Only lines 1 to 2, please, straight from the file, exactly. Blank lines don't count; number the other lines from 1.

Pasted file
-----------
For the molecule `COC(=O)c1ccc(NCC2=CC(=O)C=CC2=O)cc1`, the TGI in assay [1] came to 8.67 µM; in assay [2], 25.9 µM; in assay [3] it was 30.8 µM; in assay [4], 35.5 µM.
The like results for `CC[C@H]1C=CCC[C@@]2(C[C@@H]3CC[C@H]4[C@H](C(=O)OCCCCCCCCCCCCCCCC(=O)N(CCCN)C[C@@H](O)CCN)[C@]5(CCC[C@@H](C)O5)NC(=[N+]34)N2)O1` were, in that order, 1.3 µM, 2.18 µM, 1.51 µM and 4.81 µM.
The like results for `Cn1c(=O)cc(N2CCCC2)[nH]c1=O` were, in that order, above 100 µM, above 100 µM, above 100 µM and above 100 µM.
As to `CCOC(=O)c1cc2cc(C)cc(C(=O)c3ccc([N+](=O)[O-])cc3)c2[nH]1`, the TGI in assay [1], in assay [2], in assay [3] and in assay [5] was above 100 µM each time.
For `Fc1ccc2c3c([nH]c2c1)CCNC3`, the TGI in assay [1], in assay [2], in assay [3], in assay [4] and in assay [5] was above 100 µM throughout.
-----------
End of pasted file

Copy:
For the molecule `COC(=O)c1ccc(NCC2=CC(=O)C=CC2=O)cc1`, the TGI in assay [1] came to 8.67 µM; in assay [2], 25.9 µM; in assay [3] it was 30.8 µM; in assay [4], 35.5 µM.
The like results for `CC[C@H]1C=CCC[C@@]2(C[C@@H]3CC[C@H]4[C@H](C(=O)OCCCCCCCCCCCCCCCC(=O)N(CCCN)C[C@@H](O)CCN)[C@]5(CCC[C@@H](C)O5)NC(=[N+]34)N2)O1` were, in that order, 1.3 µM, 2.18 µM, 1.51 µM and 4.81 µM.